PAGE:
Allen joined Spurs from Queens Park Rangers in September 1984. His first
two years at White
Hart Lane were hardly spectacular for the son of Les Allen, inside-left
in our Double-winning side of 1961, but the 1986-7 season saw Clive
Allen hit a rich vein of goalscoring form which lasted for the whole
It all started on the opening day at a less-than-full Villa Park. Only 24,712 (football was in a sorry state in those days - only one year on from Heysel, Millwall fans rioting at Luton and the fire at Valley Parade) saw Clive notch twice in the first half and complete his hat-trick after the interval as we comfortably won 3-0. Allen wasn't the first player to score a Division One hat-trick in 1986-7, that honour went to Colin Clarke of Southampton, who finished his treble against Queens Park Rangers some ten minutes before Clive scored his third. Another goal followed two days later in-the 1-1 home draw against Newcastle and although Allen wasn't on the score sheet in game three, Graham Roberts' winner against Manchester City put us top of the league, albeit only briefly.
The pattern had been set, for the rest of the season Allen could do no wrong. By the time November ended, Clive had scored sixteen times in the league, all bar four of our Division One goals. The end of November was significant as it marked the debut of Manager David Pleat's enterprising new formation, deploying a five man midfield with Allen on his own up front. It paid instant dividends on the day it was introduced, Spurs won 4-2 at Oxford with Allen and Chris Waddle sharing the goals. Our super striker was assisted by the number of games Spurs played that season. A run to the Littlewoods Cup Semi Final added nine games to the fixture list, with six more coming virtue of the route to Wembley in the FA Cup. In addition, Clive stayed relatively injury-free. In the Cup competitions Allen scored sixteen times, including a late hat-trick against West Ham in a Littlewoods Cup replay which we eventually won 5-0, in fact, Clive scored in all our Littlewoods Cup ties, even the Barnsley home fixture when he was a substitute. Only defeat in a Semi-Final replay against Arsenal prevented Allen having a chance to score in every League Cup tie including Wembley.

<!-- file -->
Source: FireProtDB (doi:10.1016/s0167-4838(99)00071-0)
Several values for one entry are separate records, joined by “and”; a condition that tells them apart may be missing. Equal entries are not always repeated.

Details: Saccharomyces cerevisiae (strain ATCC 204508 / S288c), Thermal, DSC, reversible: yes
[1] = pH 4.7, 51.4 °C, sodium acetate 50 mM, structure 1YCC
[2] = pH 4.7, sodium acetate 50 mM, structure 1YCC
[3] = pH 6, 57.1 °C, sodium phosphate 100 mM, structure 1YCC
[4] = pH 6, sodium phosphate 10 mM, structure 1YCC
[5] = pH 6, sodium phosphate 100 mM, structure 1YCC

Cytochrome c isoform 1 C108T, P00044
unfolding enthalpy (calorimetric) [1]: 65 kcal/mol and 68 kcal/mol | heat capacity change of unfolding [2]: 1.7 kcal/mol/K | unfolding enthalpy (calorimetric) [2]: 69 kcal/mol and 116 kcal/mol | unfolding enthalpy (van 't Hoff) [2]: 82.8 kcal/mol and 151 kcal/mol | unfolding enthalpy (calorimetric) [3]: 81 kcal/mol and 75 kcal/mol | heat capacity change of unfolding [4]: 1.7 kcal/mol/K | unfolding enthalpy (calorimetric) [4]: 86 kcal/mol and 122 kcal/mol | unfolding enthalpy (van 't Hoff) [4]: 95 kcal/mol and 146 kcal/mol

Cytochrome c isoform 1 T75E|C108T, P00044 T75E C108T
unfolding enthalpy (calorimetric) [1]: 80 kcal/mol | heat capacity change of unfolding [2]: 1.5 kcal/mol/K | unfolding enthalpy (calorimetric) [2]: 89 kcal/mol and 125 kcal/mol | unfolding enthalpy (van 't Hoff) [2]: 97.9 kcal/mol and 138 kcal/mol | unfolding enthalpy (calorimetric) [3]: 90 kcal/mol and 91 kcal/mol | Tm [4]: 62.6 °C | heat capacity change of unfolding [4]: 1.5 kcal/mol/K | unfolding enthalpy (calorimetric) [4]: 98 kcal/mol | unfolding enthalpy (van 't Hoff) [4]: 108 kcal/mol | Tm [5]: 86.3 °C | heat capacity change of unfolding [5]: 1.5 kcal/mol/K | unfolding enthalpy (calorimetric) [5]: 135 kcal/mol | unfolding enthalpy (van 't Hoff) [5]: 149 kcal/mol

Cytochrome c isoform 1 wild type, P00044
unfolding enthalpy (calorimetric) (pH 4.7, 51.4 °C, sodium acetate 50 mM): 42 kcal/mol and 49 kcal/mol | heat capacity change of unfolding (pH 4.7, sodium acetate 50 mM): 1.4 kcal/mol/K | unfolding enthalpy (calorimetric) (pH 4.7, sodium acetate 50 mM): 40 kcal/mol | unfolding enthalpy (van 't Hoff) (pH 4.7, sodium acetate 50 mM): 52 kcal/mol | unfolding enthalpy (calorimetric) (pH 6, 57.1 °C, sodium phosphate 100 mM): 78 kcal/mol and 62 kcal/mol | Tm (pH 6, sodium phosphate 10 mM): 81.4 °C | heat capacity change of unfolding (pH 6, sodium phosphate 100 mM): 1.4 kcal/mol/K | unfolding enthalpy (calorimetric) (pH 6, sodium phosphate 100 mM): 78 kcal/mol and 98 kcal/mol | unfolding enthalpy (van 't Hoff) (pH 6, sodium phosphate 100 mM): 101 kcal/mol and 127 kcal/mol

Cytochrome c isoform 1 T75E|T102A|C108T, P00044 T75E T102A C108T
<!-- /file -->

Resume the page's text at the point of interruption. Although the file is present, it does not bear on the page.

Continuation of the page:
Clive's exploits were all very well, but a lack of goalscoring support from his colleagues put paid to any race for the Title. The year ended with Clive bagging six more goals in the space of eight days, two each in the 2-0 win at Chelsea and 4-0 thrashing of West Ham on Boxing Day, with a third brace coming in the thrilling 3-4 defeat at Coventry. All consistent goalscorers are supposed to go through a lean spell, but Allen didn't, four games being his longest period without a goal during the whole season. The second half of the campaign was not as prolific: as the first had been, but there was another hat-trick, this time against Norwich City.
Tottenham finished the season in third position, Allen scoring 33 (including four penalties) of the club's 68 league goals (our second highest scorer in the league was Nico Claesen with eight goals). Clive scored two hat-tricks and eight two goal hauls. With his sixteen goals in the Cup competitions, including one heavily deflected shot in the FA Cup Semi Final against Watford [which he wouldn't be allowed to claim these days] and one in the opening minutes of the FA Cup Final against Coventry, Clive Allen ended the season with a remarkable total of 49 goals, a new individual scoring record for Spurs, including both League and Cup.
His tally of 33 league goals was four short of Jimmy Greaves record of thirty seven scored during the 1962-3 season. Allen's fantastic season saw him earn a recall to the full England side and win "Player of the Year" from both the Professional Footballers Association and the Football Writers Association. The following season all eyes were on Allen to see if he could keep up the goalscoring feats. As it turned out, 1986-7 was a one-off for Allen, a year when it all went right, as he only managed a somewhat poorer return of only eleven league goals in over thirty Division One appearances during the 1987-8 campaign.
Out of contract at the end of that season, Clive Allen ended his four year spell at Spurs and moved to Bordeaux in France. Twelve years on and his goalscoring record still stands. It will truly be a remarkable achievement if anyone ever manages to beat it.
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